One look at it and I thought, “No matter how much I mop and sweep this thing, it will always look dirty”
Now, replacing linoleum flooring with new wood is quite an expensive undertaking, and certainly not something I’d be willing to spring for to spruce up someone else’s home. So, instead, I turned to paint. As a rule, any surface that’s properly prepared and finished can be painted. It didn’t take too much time and wasn’t very difficult. The results are fabulous, and every time someone comes over I love to brag about how I painted the flooring myself. It’s fun to watch their jaws drop. Having the floor painted also makes the rest of the room look nicer and more pulled together. Read on for how-to instructions for this inexpensive and easy renovation.
1) Sweep and mop the floor. This may seem obvious, but it’s important to mention for the simple fact that whatever is on the floor when you paint it will be forever stuck there. You really don’t want dust and debris making their permanent home on your floor.
2) Sand it down. Uneven spots, dirt that was immovable by plain sweeping- you want it all gone so that the paint will adhere nicely to the floor. This was the most time-intensive part of the project, and to save time and effort you may want to invest in a power-sander. If not, embrace if as a workout or get someone to help. Remember
to sweep and mop once again after you finish this step.
3) apply a coat of oil-based primer to the floor. Use a roller attached to a long handle and you won’t even have to bend down! This was extremely easy. and took less than ten minutes. Just remember to make sure to apply the primer evenly and smoothly everywhere. Make sure you use oil-based materials so that mopping the floors later on won’t wear away and chip your work; the oil will help repel water.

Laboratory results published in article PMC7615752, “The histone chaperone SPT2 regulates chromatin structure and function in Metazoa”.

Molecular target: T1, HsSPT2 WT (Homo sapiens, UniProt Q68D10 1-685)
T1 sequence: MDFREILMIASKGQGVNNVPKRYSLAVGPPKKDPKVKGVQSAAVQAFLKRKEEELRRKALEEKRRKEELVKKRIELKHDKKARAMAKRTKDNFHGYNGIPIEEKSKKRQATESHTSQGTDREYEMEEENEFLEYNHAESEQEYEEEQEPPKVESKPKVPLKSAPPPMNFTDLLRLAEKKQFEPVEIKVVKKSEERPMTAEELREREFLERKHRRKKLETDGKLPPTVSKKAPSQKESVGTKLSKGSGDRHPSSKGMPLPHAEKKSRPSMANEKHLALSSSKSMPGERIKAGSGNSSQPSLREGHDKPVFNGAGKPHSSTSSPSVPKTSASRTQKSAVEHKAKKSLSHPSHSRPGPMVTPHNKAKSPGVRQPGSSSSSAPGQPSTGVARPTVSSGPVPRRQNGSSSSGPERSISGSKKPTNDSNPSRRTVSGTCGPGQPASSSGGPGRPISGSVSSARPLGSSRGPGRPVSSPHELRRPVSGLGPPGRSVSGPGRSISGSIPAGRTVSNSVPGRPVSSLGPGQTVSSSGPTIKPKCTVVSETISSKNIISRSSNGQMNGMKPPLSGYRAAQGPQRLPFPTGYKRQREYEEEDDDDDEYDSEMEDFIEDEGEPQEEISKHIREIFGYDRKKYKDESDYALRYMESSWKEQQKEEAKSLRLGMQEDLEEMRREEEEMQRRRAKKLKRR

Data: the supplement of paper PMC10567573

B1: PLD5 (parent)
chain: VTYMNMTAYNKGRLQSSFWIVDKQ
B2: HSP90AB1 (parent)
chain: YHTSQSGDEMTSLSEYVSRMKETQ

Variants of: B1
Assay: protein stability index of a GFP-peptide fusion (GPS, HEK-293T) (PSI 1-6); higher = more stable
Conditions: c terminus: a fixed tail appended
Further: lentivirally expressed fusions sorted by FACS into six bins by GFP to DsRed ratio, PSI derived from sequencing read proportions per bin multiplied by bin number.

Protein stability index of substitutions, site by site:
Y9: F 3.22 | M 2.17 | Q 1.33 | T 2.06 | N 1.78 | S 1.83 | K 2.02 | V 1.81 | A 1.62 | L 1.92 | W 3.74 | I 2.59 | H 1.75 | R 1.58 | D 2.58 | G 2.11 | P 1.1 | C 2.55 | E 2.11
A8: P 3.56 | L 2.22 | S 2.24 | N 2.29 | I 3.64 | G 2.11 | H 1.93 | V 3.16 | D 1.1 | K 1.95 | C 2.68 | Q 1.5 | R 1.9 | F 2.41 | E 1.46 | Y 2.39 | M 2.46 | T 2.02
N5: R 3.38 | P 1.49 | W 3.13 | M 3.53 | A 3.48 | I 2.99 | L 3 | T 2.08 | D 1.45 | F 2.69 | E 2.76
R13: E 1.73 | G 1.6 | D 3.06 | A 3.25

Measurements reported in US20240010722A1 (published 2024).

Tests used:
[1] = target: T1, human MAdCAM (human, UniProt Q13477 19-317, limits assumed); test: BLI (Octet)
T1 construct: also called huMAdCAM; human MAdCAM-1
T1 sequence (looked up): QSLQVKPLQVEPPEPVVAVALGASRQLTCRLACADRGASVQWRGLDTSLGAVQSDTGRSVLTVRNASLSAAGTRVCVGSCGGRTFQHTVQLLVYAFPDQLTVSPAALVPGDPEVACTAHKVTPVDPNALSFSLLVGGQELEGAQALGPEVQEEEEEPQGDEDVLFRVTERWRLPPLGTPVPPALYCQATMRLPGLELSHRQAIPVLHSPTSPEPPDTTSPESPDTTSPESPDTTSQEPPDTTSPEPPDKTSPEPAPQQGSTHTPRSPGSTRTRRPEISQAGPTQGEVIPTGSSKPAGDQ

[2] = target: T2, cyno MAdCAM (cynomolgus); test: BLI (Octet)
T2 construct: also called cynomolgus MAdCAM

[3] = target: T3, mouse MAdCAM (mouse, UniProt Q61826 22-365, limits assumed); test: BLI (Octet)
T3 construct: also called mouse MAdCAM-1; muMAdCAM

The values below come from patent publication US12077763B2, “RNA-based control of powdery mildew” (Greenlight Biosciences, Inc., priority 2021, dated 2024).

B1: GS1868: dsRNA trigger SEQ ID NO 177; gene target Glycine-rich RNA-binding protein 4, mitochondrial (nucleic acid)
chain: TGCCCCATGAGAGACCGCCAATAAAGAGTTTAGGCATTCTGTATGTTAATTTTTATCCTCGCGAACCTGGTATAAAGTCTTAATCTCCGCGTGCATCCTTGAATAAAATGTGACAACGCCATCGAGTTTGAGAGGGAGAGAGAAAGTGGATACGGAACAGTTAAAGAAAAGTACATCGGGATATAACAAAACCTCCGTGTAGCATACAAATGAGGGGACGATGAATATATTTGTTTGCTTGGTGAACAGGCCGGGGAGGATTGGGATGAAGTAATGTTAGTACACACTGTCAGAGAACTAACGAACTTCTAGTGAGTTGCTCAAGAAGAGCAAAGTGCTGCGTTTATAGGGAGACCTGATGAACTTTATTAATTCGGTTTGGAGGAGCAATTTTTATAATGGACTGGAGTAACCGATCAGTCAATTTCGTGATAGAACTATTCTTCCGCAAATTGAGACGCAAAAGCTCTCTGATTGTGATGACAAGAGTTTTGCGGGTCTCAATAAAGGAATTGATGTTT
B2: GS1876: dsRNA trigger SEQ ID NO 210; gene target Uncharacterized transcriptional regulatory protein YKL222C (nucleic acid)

4) after the primer has dried (a few hours, but the best would be to wait one day), apply two even coats of oil based paint in the color of your choice using, again, a long handled roller. Of course, you may want to create a design on the floor instead of one simple color. For more detailed instructions on this, see
5) Wait at least a day for the paint to dry, then seal it with any oil-based varnish (that long roller will start to seem like your best friend). Polyurethane is best, however, the fumes can be quite overpowering and even harmful. Leave windows open for ventilation.
That’s it- just five steps and you have a new floor! You may want to walk on it in socks for a while until it fully dries and hardens. If you follow each precaution, the paint job will last for years. You can buy all of the materials for this project, from the power sanders to the varnish, at or
Obviously, this project requires a general avoidance of the room being painted for a good few days. A good idea is to either wait until right before you go away, or to paint it in small sections at a time. Try taping off small areas to remind your family not to step on your work, or better yet, let them help.
Good luck and enjoy your new floors!
For more how-to projects, pictures of my artwork and to keep up with what’s new out of my studio, check out my blog at or follow me at
Until next time,
Lenore (Mizrachi) Cohen ThatArtistGirl